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Friday, June 08, 2007


Lysistrata, written by Aristophanes in 411 B.C, is considered as one of the best comedies in respect to dramatic structure. At the moment of its publication, Athens’ fortunes were at their lowest point: the disaster of the Sicilian Expedition in 413 had stripped the city of a large part of its manpower, many of the strongest allies had revolted, the Spartans were striving for control of the Aegean Sea with Persian support, and internally the city was on the verge of a revolution. In the midst of this situation Aristophanes produced Lysistrata as his last ad best plea for peace. The plot of this comedy is simple: the women of Greece, led by the Athenian Lysistrata, unite and agree on a sex-strike to force their husbands to make a just and reasonable peace.

When discussing how Lysistrata convinced her folks—both from Athens and Spartans—to refuse their horny husbands to have sex, my students laughed. One female student said, “Nowadays, if a woman refuses to have sex with her husband, it will not frighten him. I think the husband will easily say, “What? You don’t want me to make love to you? Fine! There are many other girls out there. I don’t need to worry about that.” LOL.
What can we conclude from this? People in modern times no longer consider sex as a sacred action that is supposed to be done only with the spouse.

When the first time Lysistrata proposed her idea of sex-strike to end the war between Athens and Spartans, all women showed their open disagreement, without feeling shy. Below are some responses of Lysistrata’s idea:

MYRRHINE: I won’t do it. Let the war go on.
CALONICE: Nor I! Let the war go on. Anything else you like. I am willing, even if I have to walk through fire. Anything rather than sex. There’s nothing like it, my dear.
LAMPITO: ‘Tis cruel hard, by my faith, for a woman to sleep alone without her nooky; but for all that, we certainly do need peace.

When I asked my students whether the idea of sex-strike is proposed in the modern times like now (especially in Indonesia) to end something villainous, will women react like those women in LYSISTRATA in that ancient time, or will they easily approve the idea; meaning they don’t mind at all, no need a complicated argument or debate. My students answered that Indonesian women (perhaps also in some other areas) possibly choose the latter.

“Do you know why?” I asked them.

No one came up with satisfying answer. Well, at least satisfying for my common sense. LOL.

“It is because we have been ‘taught’ that sex only belongs to men. Women just serve their husbands in bed, for their husbands’ satisfaction, and not for themselves. Besides, sex has been considered as personal affair. It is taboo to talk about sex publicly. Like what Michel Foucault stated in his book THE HISTORY OF SEXUALITY volume 1:

At the beginning of the seventeenth century a certain frankness was still common, it would seem. Sexual practices had little need of secrecy; words were said without undue reticence, and things were done without too much concealment; one had a tolerant familiarity with the illicit. Codes regulating the carce, the obscene, and the indecent were quite lax compared to those of the nineteenth century. … it was a period when bodies “made a display of themselves.” …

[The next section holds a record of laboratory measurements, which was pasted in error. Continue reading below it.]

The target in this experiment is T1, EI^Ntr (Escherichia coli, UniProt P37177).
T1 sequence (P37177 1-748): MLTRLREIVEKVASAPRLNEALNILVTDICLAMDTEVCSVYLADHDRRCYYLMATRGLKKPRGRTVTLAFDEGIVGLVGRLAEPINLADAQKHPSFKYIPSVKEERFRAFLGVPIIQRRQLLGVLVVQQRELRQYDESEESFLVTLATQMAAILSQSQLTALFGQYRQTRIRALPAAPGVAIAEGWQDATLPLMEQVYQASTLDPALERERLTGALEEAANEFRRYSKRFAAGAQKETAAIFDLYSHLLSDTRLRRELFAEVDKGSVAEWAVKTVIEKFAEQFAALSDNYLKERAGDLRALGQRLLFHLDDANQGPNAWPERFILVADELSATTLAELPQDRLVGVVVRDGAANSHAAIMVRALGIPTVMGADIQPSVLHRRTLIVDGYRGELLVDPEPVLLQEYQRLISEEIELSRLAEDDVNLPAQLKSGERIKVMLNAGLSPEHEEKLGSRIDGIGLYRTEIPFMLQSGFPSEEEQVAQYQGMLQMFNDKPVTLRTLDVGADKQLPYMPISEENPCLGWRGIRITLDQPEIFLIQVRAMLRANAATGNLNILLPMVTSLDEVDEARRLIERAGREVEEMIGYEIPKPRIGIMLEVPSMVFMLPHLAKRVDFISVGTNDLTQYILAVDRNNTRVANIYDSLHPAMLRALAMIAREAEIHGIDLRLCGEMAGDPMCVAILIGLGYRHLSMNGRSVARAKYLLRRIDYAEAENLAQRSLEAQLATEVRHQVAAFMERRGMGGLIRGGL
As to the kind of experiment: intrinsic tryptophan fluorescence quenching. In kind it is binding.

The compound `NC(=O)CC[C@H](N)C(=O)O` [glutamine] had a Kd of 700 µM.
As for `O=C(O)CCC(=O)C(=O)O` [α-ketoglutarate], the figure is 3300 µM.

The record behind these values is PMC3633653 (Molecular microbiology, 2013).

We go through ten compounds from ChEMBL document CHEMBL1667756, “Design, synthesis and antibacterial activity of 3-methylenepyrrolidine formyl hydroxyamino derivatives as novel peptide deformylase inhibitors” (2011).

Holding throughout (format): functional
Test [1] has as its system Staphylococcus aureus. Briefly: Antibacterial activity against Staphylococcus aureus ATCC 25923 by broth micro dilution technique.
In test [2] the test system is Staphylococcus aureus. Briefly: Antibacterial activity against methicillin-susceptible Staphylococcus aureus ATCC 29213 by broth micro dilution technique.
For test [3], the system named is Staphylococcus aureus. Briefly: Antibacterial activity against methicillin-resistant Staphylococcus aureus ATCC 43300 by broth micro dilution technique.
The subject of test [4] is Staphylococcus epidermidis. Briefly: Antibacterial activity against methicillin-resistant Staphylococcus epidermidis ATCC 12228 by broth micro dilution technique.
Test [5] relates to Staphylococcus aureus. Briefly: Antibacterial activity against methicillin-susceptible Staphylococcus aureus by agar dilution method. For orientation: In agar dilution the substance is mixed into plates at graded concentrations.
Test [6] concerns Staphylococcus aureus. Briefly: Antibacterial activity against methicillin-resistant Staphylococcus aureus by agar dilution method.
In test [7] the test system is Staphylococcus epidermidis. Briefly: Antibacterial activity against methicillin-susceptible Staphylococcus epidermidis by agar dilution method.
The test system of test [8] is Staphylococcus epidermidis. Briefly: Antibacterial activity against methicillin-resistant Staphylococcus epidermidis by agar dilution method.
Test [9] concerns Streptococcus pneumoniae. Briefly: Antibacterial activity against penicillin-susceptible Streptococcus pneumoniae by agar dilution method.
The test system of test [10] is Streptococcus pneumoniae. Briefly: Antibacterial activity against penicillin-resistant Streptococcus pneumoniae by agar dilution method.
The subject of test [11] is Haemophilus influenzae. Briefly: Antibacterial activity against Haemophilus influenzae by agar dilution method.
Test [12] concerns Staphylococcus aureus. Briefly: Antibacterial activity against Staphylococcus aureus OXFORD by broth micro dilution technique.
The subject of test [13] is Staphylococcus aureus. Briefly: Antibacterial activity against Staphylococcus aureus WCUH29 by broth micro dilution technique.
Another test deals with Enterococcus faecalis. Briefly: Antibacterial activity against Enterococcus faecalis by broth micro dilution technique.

But twilight soon fell upon this bright day, followed by the monotonous rights of the Victorian bourgeoisie. Sexuality was carefully confined; it moved into the home. The conjugal family took custody of it and absorbed it into the serious function of reproduction. On the subject of sex, silence became the rule.” (1990:3)

“Women are also worried if they are categorized as bitches if they are open about sex. They had better choose to appease their passion very strongly rather than to be called as bitches. For Indonesian people who most of them claim as religious, being very sexual can be considered sinful because it means they just follow Satan’s desire. And they do believe that women were created with low passion. Therefore, they would rather become hypocrite about sex.”

Being more open about sex for both men and women, does it mean that people in ancient Greece are not misogynist?

The answer can be seen in the following utterances in the drama:

LEADER OF MEN: No poet is more clever than Euripides: “There is no beast so shameless as a woman.”

MAGISTRATE: Oh, damn it all! I’ve run out of policemen. But women must never defeat us.

LYSISTRATA; … Now, if you’re willing to listen to our excellent proposals and keep silence for us in your turn, we still may save you.
MAGISTRATE: We men keep silence for you? That’s terrible; I won’t endure it!
MAGISTRATE: Silence for you, you wench, when you’re wearing a snood? I’d rather die!

Referring to what Rosemary Ruether wrote in her book NEW WOMAN NEW EARTH, that the root of the misogynist was firstly moulded in the early first millennium B.C. in Hebrew and Greek cultures (1995:13) certainly misogynist culture already existed when Aristophanes wrote LYSISTRATA. Nevertheless, I must admit that I give him two thumbs up with his idea in LYSISTRATA: women held a very important role in reconciling two opposing countries. Lysistrata even gave command to men involved in the war to make truce and find a way out for both countries’ satisfaction.

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